The State of Geneva and the cooperative Péclôt 13 have come up with an idea to rid the town of abandoned bikes in Geneva by collecting, repairing, and reselling them.
As you walk the streets of Geneva, you have probably seen many bicycles that look like they were built pre-World War Two. Rusted, flat tires, a missing seat, and usually locked to a bike stand.
What happens to these bikes in the long run?
Luckily, Geneva has a healthy, community-based, recycling system in place. This includes associations like Péclot 13, and the young up-and-comer, Bicyclette Bleue (who do cheap mid-long term bike rentals).
Both of these associations work with the inhabitants and the city authorities to regularly collect “dead” and forgotten bicycles. Roughly, some 20,000 bikes each year are given a new lease of life.
Why are there so many old bikes in Geneva?
Geneva already has a bit of a love affair with people leaving things in the streets. On any given day, you can find many different pieces of furniture, electronic goods, and even full living room sets.
Why? Past of the reason is that Geneva is an international transitory city. Residents, particularly those in international organisations, are in constant flux. When moving city, unwanted things are simply left in the street for collection. For example, the local charity Emmaus receives so many donated old pieces of furniture and equipment that they often refuse to take items.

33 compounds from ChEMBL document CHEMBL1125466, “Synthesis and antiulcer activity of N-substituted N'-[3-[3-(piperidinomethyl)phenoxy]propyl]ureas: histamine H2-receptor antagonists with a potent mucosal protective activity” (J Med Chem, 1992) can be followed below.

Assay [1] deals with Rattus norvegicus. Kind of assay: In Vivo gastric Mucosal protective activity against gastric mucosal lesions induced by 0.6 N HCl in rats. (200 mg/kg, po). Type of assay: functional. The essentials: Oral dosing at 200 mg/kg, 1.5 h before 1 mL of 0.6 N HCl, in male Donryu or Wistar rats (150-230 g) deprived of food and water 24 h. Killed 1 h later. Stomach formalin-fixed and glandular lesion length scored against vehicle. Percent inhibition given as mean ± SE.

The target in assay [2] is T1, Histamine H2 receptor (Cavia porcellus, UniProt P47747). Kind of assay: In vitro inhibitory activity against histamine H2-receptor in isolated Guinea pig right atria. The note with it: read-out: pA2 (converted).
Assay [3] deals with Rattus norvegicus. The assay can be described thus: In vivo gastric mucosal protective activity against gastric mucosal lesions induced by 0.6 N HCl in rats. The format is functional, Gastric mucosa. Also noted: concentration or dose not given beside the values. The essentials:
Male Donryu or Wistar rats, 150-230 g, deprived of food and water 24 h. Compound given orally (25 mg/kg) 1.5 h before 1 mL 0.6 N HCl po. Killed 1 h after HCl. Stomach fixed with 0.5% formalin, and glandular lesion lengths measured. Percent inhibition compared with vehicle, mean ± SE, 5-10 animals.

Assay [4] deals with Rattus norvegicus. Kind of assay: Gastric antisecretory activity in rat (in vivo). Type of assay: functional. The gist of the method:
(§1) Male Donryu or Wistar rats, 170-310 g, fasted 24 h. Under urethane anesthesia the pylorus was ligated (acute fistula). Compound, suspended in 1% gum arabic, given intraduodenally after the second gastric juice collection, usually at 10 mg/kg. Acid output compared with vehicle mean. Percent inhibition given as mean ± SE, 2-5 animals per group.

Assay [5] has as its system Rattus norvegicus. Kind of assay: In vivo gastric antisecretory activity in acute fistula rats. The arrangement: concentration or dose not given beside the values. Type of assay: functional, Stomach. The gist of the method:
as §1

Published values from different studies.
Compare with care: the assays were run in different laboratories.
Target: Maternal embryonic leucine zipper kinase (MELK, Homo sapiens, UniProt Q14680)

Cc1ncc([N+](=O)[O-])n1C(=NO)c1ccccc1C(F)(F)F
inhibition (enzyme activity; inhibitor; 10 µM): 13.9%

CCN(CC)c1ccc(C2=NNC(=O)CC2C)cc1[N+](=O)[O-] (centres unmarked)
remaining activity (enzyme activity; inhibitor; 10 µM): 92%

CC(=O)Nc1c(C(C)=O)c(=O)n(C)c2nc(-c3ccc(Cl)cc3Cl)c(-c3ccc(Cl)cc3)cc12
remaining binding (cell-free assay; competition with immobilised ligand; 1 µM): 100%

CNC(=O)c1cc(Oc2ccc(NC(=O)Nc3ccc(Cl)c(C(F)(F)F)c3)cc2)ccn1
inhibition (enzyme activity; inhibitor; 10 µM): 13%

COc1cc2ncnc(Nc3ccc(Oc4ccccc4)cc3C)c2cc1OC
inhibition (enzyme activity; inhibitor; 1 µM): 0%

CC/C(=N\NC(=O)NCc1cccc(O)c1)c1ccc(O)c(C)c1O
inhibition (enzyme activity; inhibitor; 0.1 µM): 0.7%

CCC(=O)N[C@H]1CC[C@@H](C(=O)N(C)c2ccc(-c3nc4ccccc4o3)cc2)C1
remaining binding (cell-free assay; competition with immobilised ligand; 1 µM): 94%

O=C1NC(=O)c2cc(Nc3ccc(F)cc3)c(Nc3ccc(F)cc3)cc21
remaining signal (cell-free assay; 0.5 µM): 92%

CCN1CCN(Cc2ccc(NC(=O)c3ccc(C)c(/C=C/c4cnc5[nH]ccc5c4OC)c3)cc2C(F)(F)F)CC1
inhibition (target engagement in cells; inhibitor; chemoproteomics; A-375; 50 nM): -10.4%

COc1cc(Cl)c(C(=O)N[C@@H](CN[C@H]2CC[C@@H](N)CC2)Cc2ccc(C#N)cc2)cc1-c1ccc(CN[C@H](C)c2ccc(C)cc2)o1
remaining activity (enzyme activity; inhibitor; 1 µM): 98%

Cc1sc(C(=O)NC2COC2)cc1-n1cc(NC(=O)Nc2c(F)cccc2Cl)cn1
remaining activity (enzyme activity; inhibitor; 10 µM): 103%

Likewise for the bikes. People forget about them, leave the city, and the bikes remain forlorn.
Fixing the clutter
One way the city is attempting to free up the bike “clutter” is through a new (somewhat questionable) plan for removing any tagged bike not claimed within two weeks. This has been pushed by Marie Barbey-Chappuis, administrative advisor in charge of the Department of Security and Sports.
In essence, the canton sends out workers to crisscross the city to place pink tags on any bike that is deemed to be abandoned, or clearly in a destroyed state.
After tagging, bike owners have two weeks before the trucks come back to take the bicycle. Péclot 13 is responsible for repairing the reselling these collected bikes.
While some question the legality of the scheme, mostly it is seen as a positive step. Barbey-Chappuis states that it will “make the city cleaner by clearing the old bikes. This also makes public spaces safer because some wrecks have parts that are rusty and sharp, which are dangerous. Finally, with the collection, the public space is freed up for active cyclists .”
So in the meantime, if you have a bicycle that looks like I did after two quarantines in a row – a bit unkept – it might be worth checking on your veteran bike.
If your bike in Geneva does need some love and care, there are many collaborative workshops and ateliers where you can take classes on how to fix your bicycle (for example, Bicyclette Bleue have mobile ateliers, in-house sessions, and open days where you can use their space and tools for a small contribution).